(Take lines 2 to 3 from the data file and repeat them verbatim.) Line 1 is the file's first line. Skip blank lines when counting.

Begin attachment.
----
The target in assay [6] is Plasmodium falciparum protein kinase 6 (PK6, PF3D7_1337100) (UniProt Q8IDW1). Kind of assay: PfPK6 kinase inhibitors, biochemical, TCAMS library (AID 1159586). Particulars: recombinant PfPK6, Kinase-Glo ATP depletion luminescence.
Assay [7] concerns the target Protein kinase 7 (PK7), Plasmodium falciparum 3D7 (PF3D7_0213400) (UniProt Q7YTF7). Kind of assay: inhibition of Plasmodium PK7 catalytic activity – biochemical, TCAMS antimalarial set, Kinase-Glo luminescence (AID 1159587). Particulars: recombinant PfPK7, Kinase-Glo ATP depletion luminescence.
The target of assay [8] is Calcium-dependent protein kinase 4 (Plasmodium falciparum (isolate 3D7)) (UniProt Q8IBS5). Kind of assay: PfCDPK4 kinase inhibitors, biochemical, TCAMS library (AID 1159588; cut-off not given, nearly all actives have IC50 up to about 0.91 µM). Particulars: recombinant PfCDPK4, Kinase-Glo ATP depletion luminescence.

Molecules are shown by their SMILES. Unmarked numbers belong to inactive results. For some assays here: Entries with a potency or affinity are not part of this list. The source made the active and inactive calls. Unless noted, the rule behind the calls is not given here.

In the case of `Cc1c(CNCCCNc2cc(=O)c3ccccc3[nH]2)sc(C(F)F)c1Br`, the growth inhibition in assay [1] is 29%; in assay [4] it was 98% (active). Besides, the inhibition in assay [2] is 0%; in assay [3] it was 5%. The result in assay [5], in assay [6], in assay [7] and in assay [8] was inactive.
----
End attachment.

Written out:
Assay [7] concerns the target Protein kinase 7 (PK7), Plasmodium falciparum 3D7 (PF3D7_0213400) (UniProt Q7YTF7). Kind of assay: inhibition of Plasmodium PK7 catalytic activity – biochemical, TCAMS antimalarial set, Kinase-Glo luminescence (AID 1159587). Particulars: recombinant PfPK7, Kinase-Glo ATP depletion luminescence.
The target of assay [8] is Calcium-dependent protein kinase 4 (Plasmodium falciparum (isolate 3D7)) (UniProt Q8IBS5). Kind of assay: PfCDPK4 kinase inhibitors, biochemical, TCAMS library (AID 1159588; cut-off not given, nearly all actives have IC50 up to about 0.91 µM). Particulars: recombinant PfCDPK4, Kinase-Glo ATP depletion luminescence.